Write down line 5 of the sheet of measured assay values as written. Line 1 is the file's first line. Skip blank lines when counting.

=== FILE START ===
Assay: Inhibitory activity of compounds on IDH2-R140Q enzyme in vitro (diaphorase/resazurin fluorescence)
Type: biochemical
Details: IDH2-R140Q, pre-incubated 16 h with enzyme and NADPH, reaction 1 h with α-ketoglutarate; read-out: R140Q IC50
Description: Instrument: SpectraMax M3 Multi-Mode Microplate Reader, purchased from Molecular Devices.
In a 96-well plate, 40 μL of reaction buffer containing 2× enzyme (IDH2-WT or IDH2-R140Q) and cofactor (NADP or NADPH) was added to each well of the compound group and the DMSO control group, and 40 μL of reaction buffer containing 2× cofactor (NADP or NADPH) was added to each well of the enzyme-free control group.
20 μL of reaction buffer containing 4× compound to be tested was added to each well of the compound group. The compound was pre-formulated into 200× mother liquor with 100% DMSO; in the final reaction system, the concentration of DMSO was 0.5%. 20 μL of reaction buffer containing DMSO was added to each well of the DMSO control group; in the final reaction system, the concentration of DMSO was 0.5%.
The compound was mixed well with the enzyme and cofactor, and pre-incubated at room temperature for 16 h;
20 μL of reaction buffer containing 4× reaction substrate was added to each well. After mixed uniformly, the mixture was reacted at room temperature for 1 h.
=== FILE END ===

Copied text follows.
In a 96-well plate, 40 μL of reaction buffer containing 2× enzyme (IDH2-WT or IDH2-R140Q) and cofactor (NADP or NADPH) was added to each well of the compound group and the DMSO control group, and 40 μL of reaction buffer containing 2× cofactor (NADP or NADPH) was added to each well of the enzyme-free control group.